The term “Air Raid” gets thrown around a lot. Any time a team throws the football more than 50% of the time, they're often labeled an “Air Raid offense”. Most of the time this just isn’t correct. The Air Raid isn’t just a spread variant. It’s not just a high-tempo offense. The Air Raid is a scheme unto itself.
It’s so different that Georgia head football coach Kirby Smart said his team set aside days in Georgia’s bye week, prior to the Florida game, to prepare for the offense ahead of Georgia’s trip to Mississippi State this Saturday.
“Took a day during the bye week to work towards these guys… Offensively, obviously, they’re very different. People would think that they’re very similar to Tennessee, but they’re not similar to Tennessee.” said Smart.
It may not be as stark a contrast from week to week as it was to watch a Paul Johson-esque flexbone offense, but for coaches, it can be just as difficult to prepare for, as Kirby Smart laid out:
“They know who they are. They have answers for what they do. They’re usually one step ahead [with] their answers than you are, because you don’t play against it but once a year.”
So what makes this offense so different? Well, it starts up front. While most offensive lines have splits (the space between offensive lineman) of a little over a foot, but the Air Raid goes much wider, as much as two to three yards between linemen. This does a few things. One, it puts more space between the quarterback and the defense’s edge rushers. This allows the quarterback the extra split-second he needs to throw the quick routes this offense is famous for. In that same vein, it slows down any stunt a defensive line is trying to run. The splits also open up holes in the run game because linebackers are forced to spread out to cover those wide gaps.
“You’d be mistaken if you think they’re just throwin’ it, because they got some really good backs. They’re really physical up front. They space you out, there’s more gaps.” said Smart.
Mississippi State does throw the football, a lot. Through nine games, the Bulldogs are throwing the ball on 68.6% of their plays, with 49.8 passing attempts per game and 22.8 rushing attempts. That being said, it’s a much different passing attack than what Georgia saw with Tennessee, as Kirby Smart pointed out. Mike Leach’s Bulldogs prefer to kill you with a thousand jabs, as opposed to going for haymakers like the Volunteers.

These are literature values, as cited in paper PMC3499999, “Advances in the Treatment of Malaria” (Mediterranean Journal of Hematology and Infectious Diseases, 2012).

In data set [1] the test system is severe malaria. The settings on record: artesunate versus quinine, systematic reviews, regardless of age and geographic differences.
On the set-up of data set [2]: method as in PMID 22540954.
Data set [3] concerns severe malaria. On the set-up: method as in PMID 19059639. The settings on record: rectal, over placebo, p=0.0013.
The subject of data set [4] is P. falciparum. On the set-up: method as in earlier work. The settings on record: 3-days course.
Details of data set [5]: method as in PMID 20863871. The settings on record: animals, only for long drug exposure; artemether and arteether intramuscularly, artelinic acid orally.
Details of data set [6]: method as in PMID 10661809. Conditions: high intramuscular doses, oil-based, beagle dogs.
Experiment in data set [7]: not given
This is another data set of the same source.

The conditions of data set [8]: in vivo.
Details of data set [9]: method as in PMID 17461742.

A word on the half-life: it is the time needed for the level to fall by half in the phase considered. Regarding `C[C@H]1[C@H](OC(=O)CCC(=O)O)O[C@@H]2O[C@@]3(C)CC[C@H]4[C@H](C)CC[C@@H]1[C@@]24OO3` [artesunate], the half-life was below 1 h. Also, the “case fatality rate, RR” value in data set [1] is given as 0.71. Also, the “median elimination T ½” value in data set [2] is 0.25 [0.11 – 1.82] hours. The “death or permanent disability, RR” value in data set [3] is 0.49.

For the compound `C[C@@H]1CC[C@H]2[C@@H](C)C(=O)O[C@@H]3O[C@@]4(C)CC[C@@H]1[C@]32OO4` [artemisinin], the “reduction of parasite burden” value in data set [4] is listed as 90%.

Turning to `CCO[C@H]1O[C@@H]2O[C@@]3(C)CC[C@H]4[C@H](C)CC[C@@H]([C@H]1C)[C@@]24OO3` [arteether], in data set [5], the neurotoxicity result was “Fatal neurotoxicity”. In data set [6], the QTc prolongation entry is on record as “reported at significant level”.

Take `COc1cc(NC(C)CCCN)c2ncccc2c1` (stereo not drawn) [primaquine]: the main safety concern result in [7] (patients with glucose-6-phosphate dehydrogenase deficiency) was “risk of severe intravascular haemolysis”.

Drag routes, screens, and swing routes keep the offense in front of the chains. It preys upon defenders getting impatient and becoming undisciplined. One slip-up and coverage and a 5-yard completion can become a 70-yard score.
Speaking of Leach, Kirby Smart knows his defense will be facing off with one of the pioneers of the Air Raid. This isn’t a guy that liked the premise of the offense and made it his own. Leach, along with Hal Mumme, crafted the offense at Iowa Wesleyan, grew it into a phenomenon at Valdosta State, and perfected it into a death machine at Kentucky with quarterback Tim Couch at the helm.
There’s nothing that Georgia will show Leach that he hasn’t seen a million times. The difference in the game will come down to the wide receiver-secondary battle. This offense thrives off of receivers winning and the quarterback being efficient. To beat it, you have to be patient and realize that, for the most part, you’re not going to have explosive plays as a defense. The ball just comes out too quickly. But as with every pass-heavy offense, the weakness of this one is how devastating an incompletion can be. 1st and 10 can become 3rd and 10 in a hurry. That’s not what this offense is built for.
Saturday will be, if not Georgia’s biggest test, certainly it’s most unique. Mike Leach’s 6-3 Bulldogs would love nothing more than to give the unbeaten Bulldogs of Georgia heartburn for 4 quarters.
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